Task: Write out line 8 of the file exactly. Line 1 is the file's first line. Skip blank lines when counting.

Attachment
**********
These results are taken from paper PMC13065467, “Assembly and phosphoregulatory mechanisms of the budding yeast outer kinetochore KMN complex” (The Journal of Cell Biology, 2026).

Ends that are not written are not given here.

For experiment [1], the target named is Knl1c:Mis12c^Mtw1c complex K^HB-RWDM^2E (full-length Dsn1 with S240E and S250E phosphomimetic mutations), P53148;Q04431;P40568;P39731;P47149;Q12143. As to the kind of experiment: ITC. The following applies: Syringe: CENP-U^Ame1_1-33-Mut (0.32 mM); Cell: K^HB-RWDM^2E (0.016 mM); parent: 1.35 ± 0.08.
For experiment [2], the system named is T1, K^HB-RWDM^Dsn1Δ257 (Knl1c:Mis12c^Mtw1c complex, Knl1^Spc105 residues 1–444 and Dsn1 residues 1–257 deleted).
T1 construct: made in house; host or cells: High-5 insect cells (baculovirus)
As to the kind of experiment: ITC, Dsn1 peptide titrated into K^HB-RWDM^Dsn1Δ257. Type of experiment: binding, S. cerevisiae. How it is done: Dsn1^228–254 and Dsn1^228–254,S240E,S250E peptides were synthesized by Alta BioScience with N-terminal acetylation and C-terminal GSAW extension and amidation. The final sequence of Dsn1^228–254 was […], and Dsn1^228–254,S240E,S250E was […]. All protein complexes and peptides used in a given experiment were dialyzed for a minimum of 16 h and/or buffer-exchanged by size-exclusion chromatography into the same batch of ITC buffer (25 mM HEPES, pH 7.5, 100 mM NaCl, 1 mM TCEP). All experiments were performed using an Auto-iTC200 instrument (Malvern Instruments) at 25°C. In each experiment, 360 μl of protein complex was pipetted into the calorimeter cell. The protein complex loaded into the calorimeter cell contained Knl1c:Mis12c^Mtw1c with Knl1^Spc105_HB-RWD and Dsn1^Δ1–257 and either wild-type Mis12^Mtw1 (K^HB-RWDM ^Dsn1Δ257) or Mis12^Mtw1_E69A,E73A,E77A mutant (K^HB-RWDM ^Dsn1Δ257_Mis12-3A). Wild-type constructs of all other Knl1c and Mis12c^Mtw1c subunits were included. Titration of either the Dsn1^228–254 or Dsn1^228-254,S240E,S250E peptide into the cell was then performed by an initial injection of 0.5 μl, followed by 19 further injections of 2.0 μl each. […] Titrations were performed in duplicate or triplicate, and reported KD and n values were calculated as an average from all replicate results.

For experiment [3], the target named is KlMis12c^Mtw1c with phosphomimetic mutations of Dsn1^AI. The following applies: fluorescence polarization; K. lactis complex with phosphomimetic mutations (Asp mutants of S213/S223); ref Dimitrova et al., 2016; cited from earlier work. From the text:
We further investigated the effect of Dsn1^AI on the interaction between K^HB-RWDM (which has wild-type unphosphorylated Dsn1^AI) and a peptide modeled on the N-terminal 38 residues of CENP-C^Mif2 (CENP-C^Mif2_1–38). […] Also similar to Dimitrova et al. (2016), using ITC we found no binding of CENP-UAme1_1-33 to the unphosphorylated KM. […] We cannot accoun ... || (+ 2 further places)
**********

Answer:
We further investigated the effect of Dsn1^AI on the interaction between K^HB-RWDM (which has wild-type unphosphorylated Dsn1^AI) and a peptide modeled on the N-terminal 38 residues of CENP-C^Mif2 (CENP-C^Mif2_1–38). […] Also similar to Dimitrova et al. (2016), using ITC we found no binding of CENP-UAme1_1-33 to the unphosphorylated KM. […] We cannot accoun ... || (+ 2 further places)